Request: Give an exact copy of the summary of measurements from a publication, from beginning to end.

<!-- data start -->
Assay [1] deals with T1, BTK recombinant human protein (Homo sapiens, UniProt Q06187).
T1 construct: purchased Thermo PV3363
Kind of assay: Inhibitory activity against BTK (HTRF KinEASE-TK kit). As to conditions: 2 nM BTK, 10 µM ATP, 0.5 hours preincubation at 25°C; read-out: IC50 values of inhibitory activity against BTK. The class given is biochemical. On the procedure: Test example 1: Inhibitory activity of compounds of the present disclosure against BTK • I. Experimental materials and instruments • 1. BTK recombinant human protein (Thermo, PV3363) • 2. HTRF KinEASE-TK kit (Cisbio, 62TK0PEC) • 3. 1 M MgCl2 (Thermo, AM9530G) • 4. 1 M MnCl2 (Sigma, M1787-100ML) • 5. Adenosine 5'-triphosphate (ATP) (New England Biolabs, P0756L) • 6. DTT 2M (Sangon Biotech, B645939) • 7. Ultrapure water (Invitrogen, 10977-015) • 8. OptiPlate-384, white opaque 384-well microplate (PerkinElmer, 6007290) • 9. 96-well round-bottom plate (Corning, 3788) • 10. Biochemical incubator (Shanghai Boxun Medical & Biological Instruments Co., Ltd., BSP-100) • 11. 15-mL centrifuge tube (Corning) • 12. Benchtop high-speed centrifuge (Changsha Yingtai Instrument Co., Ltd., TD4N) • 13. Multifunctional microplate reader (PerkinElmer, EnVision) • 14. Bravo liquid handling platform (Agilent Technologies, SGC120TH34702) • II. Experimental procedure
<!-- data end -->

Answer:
Assay [1] deals with T1, BTK recombinant human protein (Homo sapiens, UniProt Q06187).
T1 construct: purchased Thermo PV3363
Kind of assay: Inhibitory activity against BTK (HTRF KinEASE-TK kit). As to conditions: 2 nM BTK, 10 µM ATP, 0.5 hours preincubation at 25°C; read-out: IC50 values of inhibitory activity against BTK. The class given is biochemical. On the procedure: Test example 1: Inhibitory activity of compounds of the present disclosure against BTK • I. Experimental materials and instruments • 1. BTK recombinant human protein (Thermo, PV3363) • 2. HTRF KinEASE-TK kit (Cisbio, 62TK0PEC) • 3. 1 M MgCl2 (Thermo, AM9530G) • 4. 1 M MnCl2 (Sigma, M1787-100ML) • 5. Adenosine 5'-triphosphate (ATP) (New England Biolabs, P0756L) • 6. DTT 2M (Sangon Biotech, B645939) • 7. Ultrapure water (Invitrogen, 10977-015) • 8. OptiPlate-384, white opaque 384-well microplate (PerkinElmer, 6007290) • 9. 96-well round-bottom plate (Corning, 3788) • 10. Biochemical incubator (Shanghai Boxun Medical & Biological Instruments Co., Ltd., BSP-100) • 11. 15-mL centrifuge tube (Corning) • 12. Benchtop high-speed centrifuge (Changsha Yingtai Instrument Co., Ltd., TD4N) • 13. Multifunctional microplate reader (PerkinElmer, EnVision) • 14. Bravo liquid handling platform (Agilent Technologies, SGC120TH34702) • II. Experimental procedure